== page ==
It’s important for us to know when to slow down, take a break, and give ourselves a chance to recover.
Learning to recognise when it’s time to take our foot off the pedal is really important for not just us, but for the health of the relationships we have with others. Self-care is not only key to our own well-being, but equally as important for those we lead, work with, and hope to influence, as our care for others will be less effective when we neglect our own health.
Self-care isn’t selfish
Take for example the instructions given by an in flight air hostess who, in the case of an emergency, instructs passengers to put on their own oxygen mask before attending to anyone else. At first hearing, this could sound inconsiderate or even selfish, but then for one obvious reason it starts to make sense; if you die through lack of oxygen, you’ll be no good to anyone else.
The same applies for us in all areas of life. If we’re not well, we’re less likely to be able to care for the well-being of others. But despite seeing the logic in the importance of caring for ourselves, its not always easy.
When dedicated to something — whether in a personal or professional capacity — it’s easy to get so involved that we overlook our own health, stop looking after ourselves, and fail to see the signs that we’re at risk of burnout. And for those who are driven, goal focused, and who lean towards ‘working hard’, this can be even more difficult, as stopping can feel unnatural, ridden with guilt, and laden with other negative beliefs.
So, if you find yourself burning the candle at both ends, here are five signs that you may need to consider taking your foot off the pedal, having a break, and getting yourself back into working order:
#1. You don’t want to get out of bed
If when your alarm clock goes off, you feel more inclined to curl up under the duvet and hide than face the tasks of the day, you probably need to give thought to your emotional well-being.
#2. You have less patience than normal
Having less patience can often indicate a decrease in emotional capacity. Whenever you start becoming snappy or irritated with those closest to you, or taking things personally, it’s worth looking at how you’re doing.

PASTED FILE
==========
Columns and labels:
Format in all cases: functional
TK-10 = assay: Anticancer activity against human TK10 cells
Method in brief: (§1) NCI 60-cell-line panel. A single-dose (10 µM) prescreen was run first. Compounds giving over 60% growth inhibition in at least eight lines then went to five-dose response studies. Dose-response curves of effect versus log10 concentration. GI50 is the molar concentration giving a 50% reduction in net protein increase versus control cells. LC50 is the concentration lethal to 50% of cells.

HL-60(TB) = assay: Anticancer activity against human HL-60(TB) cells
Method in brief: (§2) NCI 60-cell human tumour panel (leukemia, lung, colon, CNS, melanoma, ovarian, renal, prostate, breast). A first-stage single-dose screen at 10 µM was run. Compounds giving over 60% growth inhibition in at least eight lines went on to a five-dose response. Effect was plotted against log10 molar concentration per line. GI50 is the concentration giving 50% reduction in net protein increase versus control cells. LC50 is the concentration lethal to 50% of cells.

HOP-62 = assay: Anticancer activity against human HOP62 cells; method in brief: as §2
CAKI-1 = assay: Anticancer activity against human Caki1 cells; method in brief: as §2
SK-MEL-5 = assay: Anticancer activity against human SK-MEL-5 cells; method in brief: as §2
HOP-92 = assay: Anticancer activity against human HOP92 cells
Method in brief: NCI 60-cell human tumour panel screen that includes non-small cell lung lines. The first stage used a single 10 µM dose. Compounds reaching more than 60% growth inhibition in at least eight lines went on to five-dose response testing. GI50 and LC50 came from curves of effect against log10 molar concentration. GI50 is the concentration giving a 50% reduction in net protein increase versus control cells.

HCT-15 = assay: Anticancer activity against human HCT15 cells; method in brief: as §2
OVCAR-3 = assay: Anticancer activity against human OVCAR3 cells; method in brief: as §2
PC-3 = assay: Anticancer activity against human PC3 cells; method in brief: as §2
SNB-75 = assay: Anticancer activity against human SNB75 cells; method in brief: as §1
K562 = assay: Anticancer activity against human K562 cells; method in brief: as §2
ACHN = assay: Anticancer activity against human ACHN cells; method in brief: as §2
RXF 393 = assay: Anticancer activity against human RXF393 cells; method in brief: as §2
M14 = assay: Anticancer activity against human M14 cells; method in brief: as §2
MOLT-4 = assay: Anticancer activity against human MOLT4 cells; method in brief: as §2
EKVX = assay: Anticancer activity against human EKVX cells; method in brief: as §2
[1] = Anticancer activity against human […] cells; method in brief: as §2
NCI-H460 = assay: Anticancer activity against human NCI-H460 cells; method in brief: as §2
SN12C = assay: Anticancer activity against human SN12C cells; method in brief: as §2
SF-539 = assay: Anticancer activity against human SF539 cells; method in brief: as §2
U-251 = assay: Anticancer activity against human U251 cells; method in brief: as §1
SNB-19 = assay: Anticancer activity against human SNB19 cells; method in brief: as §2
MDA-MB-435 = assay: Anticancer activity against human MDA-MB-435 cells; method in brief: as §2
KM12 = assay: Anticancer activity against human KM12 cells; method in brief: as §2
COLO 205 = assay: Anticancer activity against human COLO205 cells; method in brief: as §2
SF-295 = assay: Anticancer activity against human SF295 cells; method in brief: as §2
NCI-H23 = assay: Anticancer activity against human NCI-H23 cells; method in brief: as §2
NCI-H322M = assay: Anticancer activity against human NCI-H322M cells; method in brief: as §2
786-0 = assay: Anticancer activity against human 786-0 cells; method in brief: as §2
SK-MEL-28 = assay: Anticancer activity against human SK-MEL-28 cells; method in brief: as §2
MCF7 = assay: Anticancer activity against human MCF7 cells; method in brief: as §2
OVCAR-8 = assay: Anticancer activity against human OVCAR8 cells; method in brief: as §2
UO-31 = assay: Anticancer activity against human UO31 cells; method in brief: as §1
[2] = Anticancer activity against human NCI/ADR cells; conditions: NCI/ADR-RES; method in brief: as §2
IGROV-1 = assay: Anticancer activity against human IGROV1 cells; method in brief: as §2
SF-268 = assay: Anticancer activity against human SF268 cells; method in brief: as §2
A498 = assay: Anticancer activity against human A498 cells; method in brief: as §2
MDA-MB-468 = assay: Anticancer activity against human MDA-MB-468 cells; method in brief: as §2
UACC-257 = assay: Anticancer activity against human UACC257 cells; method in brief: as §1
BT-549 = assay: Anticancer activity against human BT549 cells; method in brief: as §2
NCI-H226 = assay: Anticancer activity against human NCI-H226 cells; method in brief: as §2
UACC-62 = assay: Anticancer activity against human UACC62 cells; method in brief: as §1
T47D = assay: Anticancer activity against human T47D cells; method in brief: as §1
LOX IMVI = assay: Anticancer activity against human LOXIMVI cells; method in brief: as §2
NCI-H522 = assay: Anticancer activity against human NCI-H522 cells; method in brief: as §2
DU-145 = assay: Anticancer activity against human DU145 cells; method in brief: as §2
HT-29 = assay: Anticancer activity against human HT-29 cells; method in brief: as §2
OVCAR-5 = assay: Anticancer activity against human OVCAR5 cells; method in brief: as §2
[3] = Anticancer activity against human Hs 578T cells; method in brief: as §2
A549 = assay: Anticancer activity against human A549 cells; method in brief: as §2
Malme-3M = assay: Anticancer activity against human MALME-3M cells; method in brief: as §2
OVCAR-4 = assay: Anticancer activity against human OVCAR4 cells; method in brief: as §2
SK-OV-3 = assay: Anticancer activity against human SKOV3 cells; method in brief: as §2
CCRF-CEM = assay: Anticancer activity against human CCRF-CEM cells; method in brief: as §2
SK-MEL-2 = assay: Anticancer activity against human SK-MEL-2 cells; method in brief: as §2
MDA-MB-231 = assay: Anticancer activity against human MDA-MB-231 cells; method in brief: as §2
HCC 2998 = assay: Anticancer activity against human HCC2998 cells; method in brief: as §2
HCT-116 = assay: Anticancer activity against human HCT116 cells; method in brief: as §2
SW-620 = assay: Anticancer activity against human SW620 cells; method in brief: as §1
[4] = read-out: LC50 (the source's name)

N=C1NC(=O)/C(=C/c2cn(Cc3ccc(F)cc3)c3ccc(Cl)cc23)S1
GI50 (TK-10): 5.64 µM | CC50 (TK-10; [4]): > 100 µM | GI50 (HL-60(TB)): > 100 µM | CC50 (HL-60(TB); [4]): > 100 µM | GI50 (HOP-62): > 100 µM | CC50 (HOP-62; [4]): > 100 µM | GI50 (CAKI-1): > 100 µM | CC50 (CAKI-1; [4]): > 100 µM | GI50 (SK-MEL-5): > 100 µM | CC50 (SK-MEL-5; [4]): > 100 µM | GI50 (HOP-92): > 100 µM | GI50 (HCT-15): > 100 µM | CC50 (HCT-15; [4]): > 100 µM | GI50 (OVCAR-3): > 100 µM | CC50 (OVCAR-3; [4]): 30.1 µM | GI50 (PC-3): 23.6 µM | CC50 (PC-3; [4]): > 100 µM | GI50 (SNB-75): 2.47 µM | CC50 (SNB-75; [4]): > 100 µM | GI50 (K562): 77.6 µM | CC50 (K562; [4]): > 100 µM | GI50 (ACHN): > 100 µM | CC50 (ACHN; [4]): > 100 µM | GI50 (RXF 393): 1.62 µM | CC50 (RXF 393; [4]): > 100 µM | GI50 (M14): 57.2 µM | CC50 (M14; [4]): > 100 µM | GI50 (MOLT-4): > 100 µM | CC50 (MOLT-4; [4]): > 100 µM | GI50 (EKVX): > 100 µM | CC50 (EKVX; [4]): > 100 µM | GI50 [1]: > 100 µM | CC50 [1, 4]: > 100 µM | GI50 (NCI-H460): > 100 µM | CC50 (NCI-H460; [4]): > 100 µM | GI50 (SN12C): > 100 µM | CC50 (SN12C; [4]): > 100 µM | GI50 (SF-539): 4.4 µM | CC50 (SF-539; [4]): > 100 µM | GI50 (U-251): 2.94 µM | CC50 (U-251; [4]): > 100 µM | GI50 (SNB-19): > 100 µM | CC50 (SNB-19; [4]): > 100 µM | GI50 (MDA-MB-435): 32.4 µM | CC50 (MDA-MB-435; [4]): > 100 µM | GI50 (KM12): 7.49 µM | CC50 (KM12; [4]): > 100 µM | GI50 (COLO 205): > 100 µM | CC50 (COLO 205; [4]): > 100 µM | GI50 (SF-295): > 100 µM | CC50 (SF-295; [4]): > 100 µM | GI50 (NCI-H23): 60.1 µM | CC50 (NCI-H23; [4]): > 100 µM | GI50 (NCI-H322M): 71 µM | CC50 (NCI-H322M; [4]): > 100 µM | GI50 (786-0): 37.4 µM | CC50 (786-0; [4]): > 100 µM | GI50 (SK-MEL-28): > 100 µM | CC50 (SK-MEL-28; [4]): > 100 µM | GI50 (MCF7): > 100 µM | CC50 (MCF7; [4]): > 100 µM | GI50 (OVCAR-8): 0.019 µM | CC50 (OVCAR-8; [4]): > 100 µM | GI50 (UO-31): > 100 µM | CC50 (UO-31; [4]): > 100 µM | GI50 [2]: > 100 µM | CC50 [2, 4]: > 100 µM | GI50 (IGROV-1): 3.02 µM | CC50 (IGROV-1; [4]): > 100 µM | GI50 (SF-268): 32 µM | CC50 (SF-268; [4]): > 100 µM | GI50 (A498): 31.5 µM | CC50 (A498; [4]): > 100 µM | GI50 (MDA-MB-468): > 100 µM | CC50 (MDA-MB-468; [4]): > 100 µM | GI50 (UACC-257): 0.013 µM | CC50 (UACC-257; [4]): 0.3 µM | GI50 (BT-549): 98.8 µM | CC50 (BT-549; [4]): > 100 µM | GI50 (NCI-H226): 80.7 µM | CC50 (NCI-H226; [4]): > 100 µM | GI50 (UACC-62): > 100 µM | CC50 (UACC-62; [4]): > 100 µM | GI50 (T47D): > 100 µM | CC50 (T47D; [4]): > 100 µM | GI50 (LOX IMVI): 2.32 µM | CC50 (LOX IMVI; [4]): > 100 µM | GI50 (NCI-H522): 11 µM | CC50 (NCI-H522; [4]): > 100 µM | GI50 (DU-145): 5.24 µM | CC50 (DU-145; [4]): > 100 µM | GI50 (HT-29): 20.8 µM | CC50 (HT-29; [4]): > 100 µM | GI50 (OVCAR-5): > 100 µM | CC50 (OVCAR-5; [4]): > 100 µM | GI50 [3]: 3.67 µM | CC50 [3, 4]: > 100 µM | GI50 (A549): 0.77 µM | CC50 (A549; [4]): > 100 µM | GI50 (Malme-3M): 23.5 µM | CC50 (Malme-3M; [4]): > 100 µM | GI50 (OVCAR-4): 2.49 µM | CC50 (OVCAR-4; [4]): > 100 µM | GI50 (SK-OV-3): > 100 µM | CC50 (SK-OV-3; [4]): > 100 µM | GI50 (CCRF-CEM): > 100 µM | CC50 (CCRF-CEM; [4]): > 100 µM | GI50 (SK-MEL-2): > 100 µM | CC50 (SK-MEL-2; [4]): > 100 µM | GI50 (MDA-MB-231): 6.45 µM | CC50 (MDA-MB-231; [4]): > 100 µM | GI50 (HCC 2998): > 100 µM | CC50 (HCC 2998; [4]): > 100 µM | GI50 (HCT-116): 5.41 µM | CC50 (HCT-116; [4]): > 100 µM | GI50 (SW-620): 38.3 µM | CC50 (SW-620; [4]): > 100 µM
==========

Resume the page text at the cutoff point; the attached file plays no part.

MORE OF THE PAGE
#3. You’re reverting to unhealthy habits
If you’re aware that you’ve had unhealthy habits or addictions in the past, and are finding yourself reverting back to them, then it may be that you’re using the instant gratification found in those behaviours to meet a deeper emotional need.
#4. You’re caring less about important things
When things get difficult its sometimes easier to bury our heads in the sand than it is to face life. Becoming distracted by activities not linked to our life goals and purpose, are often an indicator that we’re drifting, and in need of rest.
#5. You’re avoiding things you usually like
There will be a number of things that excite you. For example, meeting with friends or exercising. However, if you’re feeling less motivated to do them, or making excuses not to participate, you’ll likely find that you’re emotionally tired.
Some useful questions to ask yourself
In addition to considering the above five signs, some helpful questions to ask yourself if you’re wondering about your emotional well-being could include:
- Am I finding it harder to concentrate than normal?
- Am I feeling physically lethargic, tired, or exhausted?
- Am I feeling more cynical or critical about situations or people?
- Am I often feeling tearful or sad?
- Am I finding it hard to stay motivated?
Answering these questions honestly will help to give you an indication as to whether you need to simply take a break, or seek support for other conditions such as depression.
It’s important that we give thought to our care for self, as making self-care a regular and consistent practice is essential to our own health, and to the effectiveness of what we do both personally and professionally.
And making a start doesn’t have to be that difficult. In fact, you could simply start by taking the following steps:
- Take 10-15 minutes to assess how you really are (e.g. refer to the points and questions above)
- Identify some things that are consuming your emotional energy and apply the four D’s principle,
- Identify some things that bring you real contentment (e.g. exercise, pampering, prayer, walking in nature, listening to music),
- Schedule in time (actually put it in the diary, as you would a meeting) to do one or all of them,
- Keep your promise to yourself!
Practising self-care demonstrates a valuing of life and purpose
The benefits of choosing self-care are countless, including an improvement in our overall sense of well-being, our relationships with others, and our productivity. In pausing to assess our well-being, and going one step further to implement any necessary changes, we’re also acknowledging our mortality and helpfully reminding ourselves that we can’t do it all.
But most importantly, as we commit to assessing our wellbeing and choose to practise self-care, we make a statement of self-love that expresses the value we place on ourselves.
Which of the points most resonate with you, and when was the last time you practised self-care?
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